293	other.
295	gpiod_to_irq() is just a convenience function to figure out the IRQ for a
296	certain GPIO line and should not be relied upon to have been called before
297	the IRQ is used.
299	So always prepare the hardware and make it ready for action in respective
300	callbacks from the GPIO and irqchip APIs. Do not rely on gpiod_to_irq() having
301	been called first.
303	This orthogonality leads to ambiguities that we need to solve: if there is
304	competition inside the subsystem which side is using the resource (a certain
305	GPIO line and register for example) it needs to deny certain operations and
306	keep track of usage inside of the gpiolib subsystem. This is why the API
307	below exists.
310	Locking IRQ usage
311	-----------------
312	Input GPIOs can be used as IRQ signals. When this happens, a driver is requested
313	to mark the GPIO as being used as an IRQ:
315		int gpiochip_lock_as_irq(struct gpio_chip *chip, unsigned int offset)
317	This will prevent the use of non-irq related GPIO APIs until the GPIO IRQ lock
318	is released:
320		void gpiochip_unlock_as_irq(struct gpio_chip *chip, unsigned int offset)
322	When implementing an irqchip inside a GPIO driver, these two functions should
323	typically be called in the .startup() and .shutdown() callbacks from the
324	irqchip.
326	Real-Time compliance for GPIO IRQ chips
327	---------------------------------------
329	Any provider of irqchips needs to be carefully tailored to support Real Time
330	preemption. It is desirable that all irqchips in the GPIO subsystem keep this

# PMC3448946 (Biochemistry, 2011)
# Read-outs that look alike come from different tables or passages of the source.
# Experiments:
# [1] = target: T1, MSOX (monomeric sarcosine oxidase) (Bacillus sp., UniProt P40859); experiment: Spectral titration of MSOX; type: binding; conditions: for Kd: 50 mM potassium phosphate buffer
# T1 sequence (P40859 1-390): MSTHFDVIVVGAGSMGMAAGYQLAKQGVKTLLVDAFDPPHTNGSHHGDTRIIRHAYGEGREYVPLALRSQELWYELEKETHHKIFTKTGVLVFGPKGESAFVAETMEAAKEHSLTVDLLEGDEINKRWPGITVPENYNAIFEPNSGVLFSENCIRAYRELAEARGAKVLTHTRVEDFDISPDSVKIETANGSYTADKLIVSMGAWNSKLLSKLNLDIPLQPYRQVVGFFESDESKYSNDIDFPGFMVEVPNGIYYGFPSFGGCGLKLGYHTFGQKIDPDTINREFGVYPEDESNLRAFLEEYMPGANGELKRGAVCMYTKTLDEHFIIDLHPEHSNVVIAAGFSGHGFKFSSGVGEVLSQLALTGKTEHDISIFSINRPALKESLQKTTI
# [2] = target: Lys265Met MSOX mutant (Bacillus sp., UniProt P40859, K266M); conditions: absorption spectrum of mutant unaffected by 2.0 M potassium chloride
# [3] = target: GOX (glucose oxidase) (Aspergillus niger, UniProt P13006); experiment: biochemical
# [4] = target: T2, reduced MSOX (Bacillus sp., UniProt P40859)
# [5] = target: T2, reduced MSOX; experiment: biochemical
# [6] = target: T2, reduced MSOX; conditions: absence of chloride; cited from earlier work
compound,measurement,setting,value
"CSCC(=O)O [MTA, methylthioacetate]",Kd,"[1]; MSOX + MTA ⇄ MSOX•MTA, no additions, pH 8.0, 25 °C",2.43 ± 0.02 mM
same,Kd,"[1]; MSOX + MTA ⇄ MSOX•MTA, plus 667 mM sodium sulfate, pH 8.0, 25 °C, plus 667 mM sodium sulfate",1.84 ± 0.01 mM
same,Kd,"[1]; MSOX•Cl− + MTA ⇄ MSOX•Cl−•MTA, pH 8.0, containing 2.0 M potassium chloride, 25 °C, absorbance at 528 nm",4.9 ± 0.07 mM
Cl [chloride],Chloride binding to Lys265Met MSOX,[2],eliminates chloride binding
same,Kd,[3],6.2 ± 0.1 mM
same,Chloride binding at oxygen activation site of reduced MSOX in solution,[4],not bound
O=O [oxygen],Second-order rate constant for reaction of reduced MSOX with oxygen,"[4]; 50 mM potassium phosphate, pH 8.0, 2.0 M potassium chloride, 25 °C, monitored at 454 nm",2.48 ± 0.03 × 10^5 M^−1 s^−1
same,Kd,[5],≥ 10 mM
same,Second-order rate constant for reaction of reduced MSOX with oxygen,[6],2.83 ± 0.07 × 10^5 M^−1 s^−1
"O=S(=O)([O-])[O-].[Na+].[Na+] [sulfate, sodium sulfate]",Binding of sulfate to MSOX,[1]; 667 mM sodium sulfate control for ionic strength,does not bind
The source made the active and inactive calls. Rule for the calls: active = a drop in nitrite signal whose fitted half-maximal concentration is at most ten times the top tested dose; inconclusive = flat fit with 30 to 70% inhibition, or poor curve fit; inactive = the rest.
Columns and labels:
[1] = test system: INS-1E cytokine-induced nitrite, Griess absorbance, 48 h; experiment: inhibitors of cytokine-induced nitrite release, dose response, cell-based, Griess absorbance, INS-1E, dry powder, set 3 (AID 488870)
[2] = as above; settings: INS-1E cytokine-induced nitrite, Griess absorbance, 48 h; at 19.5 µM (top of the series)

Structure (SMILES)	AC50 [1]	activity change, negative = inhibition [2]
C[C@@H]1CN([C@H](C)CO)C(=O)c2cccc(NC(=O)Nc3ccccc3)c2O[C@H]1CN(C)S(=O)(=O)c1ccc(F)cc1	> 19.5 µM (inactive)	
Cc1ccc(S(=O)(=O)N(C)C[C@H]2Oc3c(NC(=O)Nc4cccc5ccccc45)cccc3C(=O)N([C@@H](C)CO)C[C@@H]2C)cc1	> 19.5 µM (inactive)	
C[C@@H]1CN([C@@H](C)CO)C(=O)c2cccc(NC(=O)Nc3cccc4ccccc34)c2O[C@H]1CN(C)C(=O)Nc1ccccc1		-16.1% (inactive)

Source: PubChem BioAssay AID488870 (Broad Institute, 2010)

331	in mind and does the proper testing to assure they are real time-enabled.
332	So, pay attention on above " RT_FULL:" notes, please.
333	The following is a checklist to follow when preparing a driver for real
334	time-compliance:
336	- ensure spinlock_t is not used as part irq_chip implementation;
337	- ensure that sleepable APIs are not used as part irq_chip implementation.
338	  If sleepable APIs have to be used, these can be done from the .irq_bus_lock()
339	  and .irq_bus_unlock() callbacks;
340	- Chained GPIO irqchips: ensure spinlock_t or any sleepable APIs are not used
341	  from chained IRQ handler;
342	- Generic chained GPIO irqchips: take care about generic_handle_irq() calls and
343	  apply corresponding W/A;
344	- Chained GPIO irqchips: get rid of chained IRQ handler and use generic irq
345	  handler if possible :)
346	- regmap_mmio: Sry, but you are in trouble :( if MMIO regmap is used as for
347	  GPIO IRQ chip implementation;
348	- Test your driver with the appropriate in-kernel real time test cases for both
349	  level and edge IRQs.
352	Requesting self-owned GPIO pins
353	-------------------------------
355	Sometimes it is useful to allow a GPIO chip driver to request its own GPIO
356	descriptors through the gpiolib API. Using gpio_request() for this purpose
357	does not help since it pins the module to the kernel forever (it calls
358	try_module_get()). A GPIO driver can use the following functions instead
359	to request and free descriptors without being pinned to the kernel forever.
361		struct gpio_desc *gpiochip_request_own_desc(struct gpio_desc *desc,
362							    const char *label)
364		void gpiochip_free_own_desc(struct gpio_desc *desc)
366	Descriptors requested with gpiochip_request_own_desc() must be released with
367	gpiochip_free_own_desc().
369	These functions must be used with care since they do not affect module use
370	count. Do not use the functions to request gpio descriptors not owned by the
371	calling driver.
373	[1] http://www.spinics.net/lists/linux-omap/msg120425.html
374	[2] https://lkml.org/lkml/2015/9/25/494
375	[3] https://lkml.org/lkml/2015/9/25/495